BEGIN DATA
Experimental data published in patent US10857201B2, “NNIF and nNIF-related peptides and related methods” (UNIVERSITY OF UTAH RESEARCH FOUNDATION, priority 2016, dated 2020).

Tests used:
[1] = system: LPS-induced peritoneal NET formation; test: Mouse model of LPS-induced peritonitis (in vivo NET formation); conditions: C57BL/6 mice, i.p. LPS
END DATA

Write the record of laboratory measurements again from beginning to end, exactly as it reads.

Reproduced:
Experimental data published in patent US10857201B2, “NNIF and nNIF-related peptides and related methods” (UNIVERSITY OF UTAH RESEARCH FOUNDATION, priority 2016, dated 2020).

Tests used:
[1] = system: LPS-induced peritoneal NET formation; test: Mouse model of LPS-induced peritonitis (in vivo NET formation); conditions: C57BL/6 mice, i.p. LPS